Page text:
CSS Image Maps, Redux

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An updated CSS3 image map tutorial has been published. If you're looking for a more up-to-date version that makes use of some funky CSS3 features, you may want to check out CSS3 Image Maps

Image MapsI have received a number of emails after publishing my first take/experiment on CSS Image Maps. Feedback was both well received, as well as criticized. As you can imagine -- based on the "image sprite" method used for the first take -- much of the feedback centered around the use of this sprite, so to speak. While the CSS Image Map was useful in theory, creating stacked copies of the same image in Photoshop (or you graphic tool of choice) didn't seem like the ideal way of solving the issue.

So.... I went back to the drawing board, and came up with another solution that requires a single image, some CSS, and a little creativity! This second example makes use of transparent images (PNG images) to indicate an annotation on an image. Much of the same CSS from the first example was used, with a few minor alterations. Below is a sample of the old vs. the new:


CSS (Original):

dd#monitorDef{ top: 65px; left: 114px; }
dd#monitorDef a{ position: absolute; width: 73px; height: 69px; text-decoration: none; }
dd#monitorDef a span{ display: none; }
dd#monitorDef a:hover{ position: absolute; background: transparent url(office.jpg) -109px -317px no-repeat; top: -10px; left: -5px; }

dd#monitorDef a:hover span{
 display: block;
 text-indent: 0;
 vertical-align: top;
 color: #000;
 background-color: #F4F4F4;
 font-weight: bold;
 position: absolute;
 border: 1px solid #BCBCBC;
 bottom: 100%;
 margin: 0;
 padding: 5px;
 width: 250%;

CSS (Revised):

dd#oceanDef{ top: 165px; left: 63px; }
dd#oceanDef a{ position: absolute; width: 205px; height: 70px; text-decoration: none; border: 1px solid #FFFCE6;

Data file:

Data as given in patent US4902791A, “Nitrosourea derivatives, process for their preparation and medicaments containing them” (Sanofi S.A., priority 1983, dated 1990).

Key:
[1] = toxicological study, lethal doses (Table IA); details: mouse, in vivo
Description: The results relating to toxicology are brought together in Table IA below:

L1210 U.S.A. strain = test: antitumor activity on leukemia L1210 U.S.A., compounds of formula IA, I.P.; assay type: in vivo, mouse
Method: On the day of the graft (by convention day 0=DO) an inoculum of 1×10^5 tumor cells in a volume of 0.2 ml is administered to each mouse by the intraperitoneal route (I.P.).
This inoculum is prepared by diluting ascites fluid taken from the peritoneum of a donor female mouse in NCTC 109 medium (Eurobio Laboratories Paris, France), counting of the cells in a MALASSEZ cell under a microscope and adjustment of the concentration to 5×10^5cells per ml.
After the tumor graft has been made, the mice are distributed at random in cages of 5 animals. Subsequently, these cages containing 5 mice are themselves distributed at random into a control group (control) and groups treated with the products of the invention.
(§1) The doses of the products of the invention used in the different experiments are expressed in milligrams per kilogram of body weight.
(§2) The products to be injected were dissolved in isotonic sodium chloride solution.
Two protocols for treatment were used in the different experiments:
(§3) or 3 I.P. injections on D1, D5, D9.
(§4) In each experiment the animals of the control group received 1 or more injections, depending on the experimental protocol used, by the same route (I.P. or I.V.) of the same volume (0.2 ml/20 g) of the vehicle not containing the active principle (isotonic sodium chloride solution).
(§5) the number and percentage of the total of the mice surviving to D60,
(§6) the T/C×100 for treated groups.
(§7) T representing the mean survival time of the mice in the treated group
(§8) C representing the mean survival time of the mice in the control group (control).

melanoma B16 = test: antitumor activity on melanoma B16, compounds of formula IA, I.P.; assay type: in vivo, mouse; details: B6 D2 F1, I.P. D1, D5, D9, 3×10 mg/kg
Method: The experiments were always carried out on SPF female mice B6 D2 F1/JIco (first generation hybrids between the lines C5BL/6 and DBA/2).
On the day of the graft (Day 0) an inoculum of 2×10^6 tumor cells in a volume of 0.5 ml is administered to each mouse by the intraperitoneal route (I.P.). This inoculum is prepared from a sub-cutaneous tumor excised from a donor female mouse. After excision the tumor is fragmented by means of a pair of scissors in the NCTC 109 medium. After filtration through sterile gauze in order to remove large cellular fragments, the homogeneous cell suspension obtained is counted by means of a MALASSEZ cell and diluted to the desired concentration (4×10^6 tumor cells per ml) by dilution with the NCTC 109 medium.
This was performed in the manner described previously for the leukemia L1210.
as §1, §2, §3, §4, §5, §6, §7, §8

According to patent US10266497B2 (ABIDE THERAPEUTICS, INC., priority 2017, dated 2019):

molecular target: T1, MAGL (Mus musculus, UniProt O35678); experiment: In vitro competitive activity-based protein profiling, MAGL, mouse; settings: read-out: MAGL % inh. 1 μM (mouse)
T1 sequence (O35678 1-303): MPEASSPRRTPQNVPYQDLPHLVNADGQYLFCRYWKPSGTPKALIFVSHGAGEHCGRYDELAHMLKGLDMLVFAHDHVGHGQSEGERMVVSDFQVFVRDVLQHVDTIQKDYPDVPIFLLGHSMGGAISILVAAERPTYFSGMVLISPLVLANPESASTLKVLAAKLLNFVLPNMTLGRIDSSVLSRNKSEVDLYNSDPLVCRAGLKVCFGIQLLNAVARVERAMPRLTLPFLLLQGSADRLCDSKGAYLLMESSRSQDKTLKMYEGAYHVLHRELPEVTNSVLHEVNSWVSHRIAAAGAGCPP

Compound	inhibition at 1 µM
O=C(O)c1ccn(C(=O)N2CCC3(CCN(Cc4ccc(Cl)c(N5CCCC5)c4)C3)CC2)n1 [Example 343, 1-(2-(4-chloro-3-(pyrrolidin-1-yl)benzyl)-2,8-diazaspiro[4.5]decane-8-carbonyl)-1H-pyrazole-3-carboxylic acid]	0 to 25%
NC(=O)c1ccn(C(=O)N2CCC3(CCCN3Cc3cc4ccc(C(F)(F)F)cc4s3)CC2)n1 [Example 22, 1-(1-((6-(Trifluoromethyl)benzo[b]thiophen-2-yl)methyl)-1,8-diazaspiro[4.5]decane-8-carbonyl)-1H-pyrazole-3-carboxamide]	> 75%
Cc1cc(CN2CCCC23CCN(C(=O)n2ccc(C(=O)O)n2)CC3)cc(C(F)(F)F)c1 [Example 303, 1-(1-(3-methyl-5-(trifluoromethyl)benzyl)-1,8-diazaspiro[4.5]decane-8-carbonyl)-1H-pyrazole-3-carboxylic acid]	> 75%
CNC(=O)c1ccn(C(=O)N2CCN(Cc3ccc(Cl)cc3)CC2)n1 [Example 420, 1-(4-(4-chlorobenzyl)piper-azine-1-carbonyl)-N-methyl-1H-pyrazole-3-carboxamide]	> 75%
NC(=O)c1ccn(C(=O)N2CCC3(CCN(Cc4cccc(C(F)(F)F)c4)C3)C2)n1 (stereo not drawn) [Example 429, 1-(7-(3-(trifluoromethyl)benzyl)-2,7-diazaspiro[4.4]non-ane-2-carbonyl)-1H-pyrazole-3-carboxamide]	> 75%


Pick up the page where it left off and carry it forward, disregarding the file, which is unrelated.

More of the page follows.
background: transparent url(note.png) repeat; } dd#oceanDef a span{ display: none; } dd#oceanDef a:hover{ background: transparent url(hover.png) repeat; border: 1px solid #BCBCBC; } dd#oceanDef a:hover span{ display: block; text-indent: 0; vertical-align: top; color: #000; background-color: #F4F4F4; font-weight: bold; position: absolute; border: 1px solid #BCBCBC; bottom: 100%; margin: 0; padding: 5px; width: 75%; }


<dl id="lalaLandMap">
  <dt class="title">Manhattan Beach, California</dt>
  <dt id="homes">1. Beautiful Homes</dt>
  <dd id="homesDef"><a href="#"><span>How I would love an ocean-front property -- in LA!</span></a></dd>
  <dt id="baywatch">2. Baywatch!</dt>
  <dd id="baywatchDef"><a href="#"><span>Is that Hasselhoff?</span></a></dd>
  <dt id="ocean">3. Ocean</dt>
  <dd id="oceanDef"><a href="#"><span>This is the life...</span></a></dd>

A working example can be viewed below (the image below was taken on my trip to Los Angeles (what an amazing city!):

Manhattan Beach
Manhattan Beach, California
1. Beautiful Homes
How I would love an ocean-front property -- in LA!
2. Baywatch!
Is that Hasselhoff?
3. Ocean
This is the life...

Again, while this may not be the most "ideal" solution out there, it certainly expands upon the previous method of stitching/stacking multiple copies of the same image together. The only downfall I've encountered with this method is in my use of PNG files for the annotation transparencies. As you may, or may not, know, IE's support for transparent images is pretty shady. I've attempted using Cameron Adam's IE PNG Filter Hack, but for some odd reason, I can't get IE to properly display the transparency. If you'd like to take a stab at it, please feel free to grab the code and hack away... I'd love to hear about your successes! This is the filter I've tried applying in the CSS:

filter: progid:DXImageTransform.Microsoft.AlphaImageLoader(src='hover.png',sizingMethod='scale');

If you have any questions, concerns, and/or suggestions for improvement, please feel free to send me a note: frankmanno [-at-] gmail [-dot-] com or leave a comment on my blog.

The examples have been succesfully tested in Safari and Firefox (Mac/Win). If you're able to test this out on other browsers, please send me a note, and I'll update the listing.


This article has been translated into the following languages: If you'd like to translate it into another language, feel free to contact me with a link to the translated version.